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Remember to come back in september!

Written by Nik Rainer | 5 minutes
FRI 30-08-2019
Did you hold your shares this summer or have you followed the old stock market wisdom - "Sell in may and go away"?
The group of investors that opted for the latter was clearly a buzz this summer, as the AEX that was still above 570 points before the summer fell by around five percent between the end of April and the end of August.
Although there were also winners on the Damrak, the majority of the AEX shares, and in particular the financials, clearly stepped back. The leading indices in the US also had to surrender, even though there was a slight recovery in the second half of August.

Summer rally

Nevertheless, historical data shows that the financial markets generally do not do well at all during the summer months. On the contrary. Data for the period 1978-2017 shows that the S&P 500 managed to achieve an average return of 3.1 percent in the period from June to August in forty years.

The value of your investment may fluctuate. Results achieved in the past offer no guarantee for the future.

The same research even shows that those who just kept their shares for the past forty years achieved a total return of around 87%, compared to "only" 65% for the group of investors who opted for cash in the summer.

Perhaps next year the shares will continue in the summer months. Or sell it again? It remains a difficult decision, because historical returns are still - see also this year - no guarantee for the future.

Volatile stock market. Buying or selling?

The view of the summer also brings us back to the second part of the saying: "But remember to be back in September".
A new, interesting second half of the investor year is imminent, with undoubtedly exciting company news and new developments around the Brexit and the trade dispute between China and the United States. All things that could influence the stock markets positively but also further negatively.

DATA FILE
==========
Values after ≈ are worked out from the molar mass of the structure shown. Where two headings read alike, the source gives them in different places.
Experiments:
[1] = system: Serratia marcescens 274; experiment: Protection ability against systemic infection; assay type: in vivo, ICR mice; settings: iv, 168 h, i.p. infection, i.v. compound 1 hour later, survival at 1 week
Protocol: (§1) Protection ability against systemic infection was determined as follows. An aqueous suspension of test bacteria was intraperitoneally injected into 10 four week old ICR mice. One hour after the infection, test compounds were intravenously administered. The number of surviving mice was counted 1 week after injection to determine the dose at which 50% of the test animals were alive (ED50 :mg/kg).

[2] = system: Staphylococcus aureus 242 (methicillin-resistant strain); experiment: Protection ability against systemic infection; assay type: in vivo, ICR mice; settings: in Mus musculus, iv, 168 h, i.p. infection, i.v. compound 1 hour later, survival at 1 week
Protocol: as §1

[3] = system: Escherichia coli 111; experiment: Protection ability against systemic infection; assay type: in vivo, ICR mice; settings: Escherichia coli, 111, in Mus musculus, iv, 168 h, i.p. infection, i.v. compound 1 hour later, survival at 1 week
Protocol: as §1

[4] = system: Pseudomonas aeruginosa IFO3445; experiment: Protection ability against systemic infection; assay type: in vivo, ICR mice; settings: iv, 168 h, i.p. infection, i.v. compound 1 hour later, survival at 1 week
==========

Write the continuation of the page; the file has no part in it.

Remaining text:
What to do as an investor? There may be groups of investors who still, or still, opt for a safe cash position in the coming months. And there are others who see opportunities to invest extra. Difficult choices now that the stock market is quite mobile.

No buying or selling stress: invest periodically

Choosing the right time to get in cheaply or to avoid a correction remains difficult for private investors to time. Certainly when it appears that stuckers often do better than regular switchers. Something to be nervous and uncertain about as an investor. That is also the main reason why we at BinckBank would also like to point out the benefits of periodic investing.

By investing a fixed amount every month in, for example, well-spread ETFs, you no longer have to time the best time yourself and your money is invested at a nice average price (at low prices you get more pieces and at high prices less). Periodic investing can be beneficial, especially for long-term investors, as historical data indicate positive returns over longer investment periods.
In addition, you are less sensitive to the effects of stock market fluctuations and you can eventually build up a nice - extra - power step by step.

Investing involves risks. Your investment may be worth less.


Nik Rainer

Nik joined BinckBank in 2016 as part of the team responsible for rolling out the Saxo Bank international service. Nik has held positions at various banking institutions such as Hambros Merchant Bank, Standard Chartered Bank and Morgan Stanley and brings his solid financial background to the role. Working with the development of new client services and relationship management, Nik also contributes to local publications and forums.

The information in this article should not be interpreted as individual investment advice.  Although BinckBank compiles and maintains these pages from reliable sources, BinckBank cannot guarantee that the information is accurate, complete and up-to-date. Any information used from this article without prior verification or advice, is at your own risk.  We advise that you only invest in products that fit your knowledge and experience and do not invest in financial instruments where you do not understand the risks. 

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